French Macarons

  • Serves: Makes 20 to 30 Filled Macarons
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  • Comments: 248

Variations: Bluebird French Macarons or Macaron Pops; Candy Cane Macarons; Cheeseburger Macs or Macarons; Fourth of July Macarons; French Macaron Woodland TopiaryNut-Free French Macarons; Pumpkin Spice Macaron Pops; Raspberry Lemonade Macarons; Savory French Macaron Hors d'Oeuvres

The pink/brown macarons are bittersweet chocolate raspberry flavor / The pink/yellow ones are pink lemonade / The yellow/brown ones are lemon and dark chocolate / I also filled some with dulce de leche...can't go wrong with that! 

Fresh Meyer Lemon and Blackberry Macarons: The purple ones have chocolate ganache with seedless blackberry preserves, and a blackberry right in the center. The yellow ones have white chocolate/Meyer lemon ganache filling.

Made with ground almonds or almond flour, egg whites and sugar, but now with added coloring to make green, ivory, chocolate, yellow, flecked or marbled, macarons are little fragile and crispy light cookies that sandwich a creamy filling. They used to be made in just a few flavors, such as vanilla, chocolate, coffee and raspberry, filled with either with ganache or a butter cream. But, today you can find them in Hermé's shop in every flavor choice possible. He has also substituted the ganache or a butter cream fillings with lighter, flavor-packed ones flavored with fruit.

Macarons take a lot of practice to make because everything has to be just right! I think the whole making of a macaron is an exercise in food architecture and engineering!

The Parisian macaron should have a smooth shiny outer skin rather than a cracked one that we see in other recipes. They should have flat tops, not puffy ones. The secret to their perfection is a delicate balance between creating the feet - the little ruffled skirt on the macaron that touches the filling, which should not poke out from the cookie, but rather stay within the borders of the baked shell - and having flat topped cookie - all controlled by how much you beat the whites and how long you let the piped macaron batter sit before baking - it does make a difference. The egg whites should be beaten until they just reach the perfect "firm peak stage." Biting through the crust should be effortless, like an egg shell, to unveil the cookie's texture beneath it, which should be light, just a little chewy, and soft.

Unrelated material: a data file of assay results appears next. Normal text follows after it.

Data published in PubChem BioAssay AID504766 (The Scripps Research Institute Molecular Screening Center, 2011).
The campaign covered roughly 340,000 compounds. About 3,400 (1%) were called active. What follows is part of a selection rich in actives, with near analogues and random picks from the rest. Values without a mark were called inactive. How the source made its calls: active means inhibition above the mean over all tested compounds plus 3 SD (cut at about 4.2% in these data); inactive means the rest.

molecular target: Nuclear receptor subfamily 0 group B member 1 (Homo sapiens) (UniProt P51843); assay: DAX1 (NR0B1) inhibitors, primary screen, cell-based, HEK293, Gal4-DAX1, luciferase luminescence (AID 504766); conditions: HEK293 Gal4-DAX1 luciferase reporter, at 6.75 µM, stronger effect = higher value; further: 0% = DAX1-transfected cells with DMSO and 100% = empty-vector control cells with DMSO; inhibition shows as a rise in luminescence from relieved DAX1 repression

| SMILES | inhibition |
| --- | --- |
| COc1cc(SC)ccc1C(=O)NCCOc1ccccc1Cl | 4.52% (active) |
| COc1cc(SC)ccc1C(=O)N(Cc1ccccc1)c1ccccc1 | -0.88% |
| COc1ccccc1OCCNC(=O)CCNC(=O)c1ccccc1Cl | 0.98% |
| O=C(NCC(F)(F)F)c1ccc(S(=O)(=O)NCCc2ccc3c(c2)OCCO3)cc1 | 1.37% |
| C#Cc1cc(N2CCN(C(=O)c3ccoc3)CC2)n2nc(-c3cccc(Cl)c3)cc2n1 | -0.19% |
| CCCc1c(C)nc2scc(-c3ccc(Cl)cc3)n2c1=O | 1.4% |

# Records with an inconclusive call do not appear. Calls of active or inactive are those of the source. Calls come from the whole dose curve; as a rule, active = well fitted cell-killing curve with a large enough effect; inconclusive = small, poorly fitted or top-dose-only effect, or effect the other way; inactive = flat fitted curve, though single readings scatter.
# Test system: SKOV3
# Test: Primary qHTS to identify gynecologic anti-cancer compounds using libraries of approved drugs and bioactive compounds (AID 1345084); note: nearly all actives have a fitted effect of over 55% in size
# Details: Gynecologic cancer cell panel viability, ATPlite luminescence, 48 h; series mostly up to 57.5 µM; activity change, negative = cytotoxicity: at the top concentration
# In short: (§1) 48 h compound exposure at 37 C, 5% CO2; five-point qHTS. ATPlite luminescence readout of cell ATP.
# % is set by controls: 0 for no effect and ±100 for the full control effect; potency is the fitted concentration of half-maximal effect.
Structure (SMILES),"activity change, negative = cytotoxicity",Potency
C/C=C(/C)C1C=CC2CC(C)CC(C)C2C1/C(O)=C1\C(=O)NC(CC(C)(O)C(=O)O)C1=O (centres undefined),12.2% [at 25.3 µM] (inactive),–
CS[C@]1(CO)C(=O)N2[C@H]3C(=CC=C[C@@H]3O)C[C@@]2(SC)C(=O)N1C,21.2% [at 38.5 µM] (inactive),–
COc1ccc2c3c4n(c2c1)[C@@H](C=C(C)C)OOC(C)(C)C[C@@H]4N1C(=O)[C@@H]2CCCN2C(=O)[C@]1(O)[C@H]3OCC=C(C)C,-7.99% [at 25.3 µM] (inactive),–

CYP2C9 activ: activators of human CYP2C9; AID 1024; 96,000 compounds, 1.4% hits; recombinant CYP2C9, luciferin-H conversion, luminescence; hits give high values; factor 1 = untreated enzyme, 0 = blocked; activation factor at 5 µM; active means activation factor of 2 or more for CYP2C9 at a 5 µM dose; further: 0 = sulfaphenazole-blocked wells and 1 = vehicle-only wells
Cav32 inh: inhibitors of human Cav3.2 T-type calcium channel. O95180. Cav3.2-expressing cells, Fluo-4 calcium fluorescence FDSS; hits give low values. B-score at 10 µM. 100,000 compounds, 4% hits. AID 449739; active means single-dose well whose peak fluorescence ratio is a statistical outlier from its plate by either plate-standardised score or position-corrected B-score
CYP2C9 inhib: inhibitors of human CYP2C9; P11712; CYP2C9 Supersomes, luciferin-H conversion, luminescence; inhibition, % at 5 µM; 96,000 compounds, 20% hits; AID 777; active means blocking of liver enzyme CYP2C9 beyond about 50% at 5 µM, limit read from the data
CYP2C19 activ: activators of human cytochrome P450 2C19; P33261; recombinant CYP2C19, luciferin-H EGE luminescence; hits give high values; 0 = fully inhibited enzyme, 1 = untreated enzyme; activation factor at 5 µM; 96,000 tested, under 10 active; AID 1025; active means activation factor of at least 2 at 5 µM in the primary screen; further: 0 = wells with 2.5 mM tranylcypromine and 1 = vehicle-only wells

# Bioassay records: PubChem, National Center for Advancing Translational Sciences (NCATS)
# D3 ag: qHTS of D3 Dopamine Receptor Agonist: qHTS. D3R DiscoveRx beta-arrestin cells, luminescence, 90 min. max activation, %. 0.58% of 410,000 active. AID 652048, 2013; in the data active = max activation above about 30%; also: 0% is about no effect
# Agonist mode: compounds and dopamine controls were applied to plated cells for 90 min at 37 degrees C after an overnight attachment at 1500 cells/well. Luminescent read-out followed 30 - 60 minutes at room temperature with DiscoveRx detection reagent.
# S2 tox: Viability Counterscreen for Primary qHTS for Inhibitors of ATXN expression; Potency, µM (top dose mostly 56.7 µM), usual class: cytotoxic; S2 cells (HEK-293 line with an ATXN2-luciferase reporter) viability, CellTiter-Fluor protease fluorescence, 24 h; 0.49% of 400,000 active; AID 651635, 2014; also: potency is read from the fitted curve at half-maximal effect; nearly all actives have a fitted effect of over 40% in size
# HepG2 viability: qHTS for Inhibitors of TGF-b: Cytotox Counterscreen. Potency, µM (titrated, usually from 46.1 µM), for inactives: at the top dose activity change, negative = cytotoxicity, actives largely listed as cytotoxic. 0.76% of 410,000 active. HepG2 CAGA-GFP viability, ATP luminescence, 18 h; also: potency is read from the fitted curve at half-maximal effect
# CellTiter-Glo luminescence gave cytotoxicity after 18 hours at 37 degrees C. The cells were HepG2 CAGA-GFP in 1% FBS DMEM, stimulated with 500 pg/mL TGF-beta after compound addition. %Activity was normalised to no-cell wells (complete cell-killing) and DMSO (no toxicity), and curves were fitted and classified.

KELLY SAYS: "The French, or Parisian Macaron is fast becoming the latest trend in baking.
These lovely little almond sandwich cookies are notoriously difficult to make, but Sarah's fool-proof recipe makes them a real breeze.
Really people, these are SO delish. No wonder these little gems are replacing cupcakes as the hot new "in" dessert!
...they are all the rage right now and I have read so many articles about how hard they are to make. They all talked about praying for the elusive "feet" that are supposed to form on the bottom of the cookie, and how tricky it was to get it just right.
I have to admit that I was prepared to fail, at least the first time I tried these. This is a testament to Sarah's recipe.
In my opinion, she has skillfully stripped the recipe down, to only the very important elements for success.
I felt like a giggly little girl when I saw that the feet had formed! Yeah, I'm weird that way.
Added bonus, they taste SO DANG GOOD!!
I fear that I may become addicted to trying to come up with new flavor combinations for these...yeah, I'm weird that way too."

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